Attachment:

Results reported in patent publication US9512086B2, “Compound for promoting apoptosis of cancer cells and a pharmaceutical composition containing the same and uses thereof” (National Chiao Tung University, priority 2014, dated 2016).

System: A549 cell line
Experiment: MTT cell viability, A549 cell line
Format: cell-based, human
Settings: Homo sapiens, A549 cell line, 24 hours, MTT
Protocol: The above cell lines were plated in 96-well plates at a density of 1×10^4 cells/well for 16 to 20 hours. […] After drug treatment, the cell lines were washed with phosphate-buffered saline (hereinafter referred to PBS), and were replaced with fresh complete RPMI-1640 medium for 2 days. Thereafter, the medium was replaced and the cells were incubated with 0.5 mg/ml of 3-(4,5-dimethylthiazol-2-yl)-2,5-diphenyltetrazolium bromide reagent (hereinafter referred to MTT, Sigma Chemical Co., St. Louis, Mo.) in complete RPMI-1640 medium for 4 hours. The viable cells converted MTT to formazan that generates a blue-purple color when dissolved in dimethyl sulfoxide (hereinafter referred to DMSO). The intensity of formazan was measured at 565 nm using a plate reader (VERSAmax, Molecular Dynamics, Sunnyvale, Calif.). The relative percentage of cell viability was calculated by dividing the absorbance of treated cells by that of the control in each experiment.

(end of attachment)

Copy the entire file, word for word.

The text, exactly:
Results reported in patent publication US9512086B2, “Compound for promoting apoptosis of cancer cells and a pharmaceutical composition containing the same and uses thereof” (National Chiao Tung University, priority 2014, dated 2016).

System: A549 cell line
Experiment: MTT cell viability, A549 cell line
Format: cell-based, human
Settings: Homo sapiens, A549 cell line, 24 hours, MTT
Protocol: The above cell lines were plated in 96-well plates at a density of 1×10^4 cells/well for 16 to 20 hours. […] After drug treatment, the cell lines were washed with phosphate-buffered saline (hereinafter referred to PBS), and were replaced with fresh complete RPMI-1640 medium for 2 days. Thereafter, the medium was replaced and the cells were incubated with 0.5 mg/ml of 3-(4,5-dimethylthiazol-2-yl)-2,5-diphenyltetrazolium bromide reagent (hereinafter referred to MTT, Sigma Chemical Co., St. Louis, Mo.) in complete RPMI-1640 medium for 4 hours. The viable cells converted MTT to formazan that generates a blue-purple color when dissolved in dimethyl sulfoxide (hereinafter referred to DMSO). The intensity of formazan was measured at 565 nm using a plate reader (VERSAmax, Molecular Dynamics, Sunnyvale, Calif.). The relative percentage of cell viability was calculated by dividing the absorbance of treated cells by that of the control in each experiment.